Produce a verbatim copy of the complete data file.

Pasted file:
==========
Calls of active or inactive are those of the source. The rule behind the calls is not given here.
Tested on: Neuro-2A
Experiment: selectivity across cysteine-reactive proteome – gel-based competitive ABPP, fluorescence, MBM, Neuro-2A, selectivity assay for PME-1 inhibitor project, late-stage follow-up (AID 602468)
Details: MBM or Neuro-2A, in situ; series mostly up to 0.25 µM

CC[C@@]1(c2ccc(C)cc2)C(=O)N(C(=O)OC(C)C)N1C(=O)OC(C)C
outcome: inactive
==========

Calls of active or inactive are those of the source. The rule behind the calls is not given here.
Tested on: Neuro-2A
Experiment: selectivity across cysteine-reactive proteome – gel-based competitive ABPP, fluorescence, MBM, Neuro-2A, selectivity assay for PME-1 inhibitor project, late-stage follow-up (AID 602468)
Details: MBM or Neuro-2A, in situ; series mostly up to 0.25 µM

CC[C@@]1(c2ccc(C)cc2)C(=O)N(C(=O)OC(C)C)N1C(=O)OC(C)C
outcome: inactive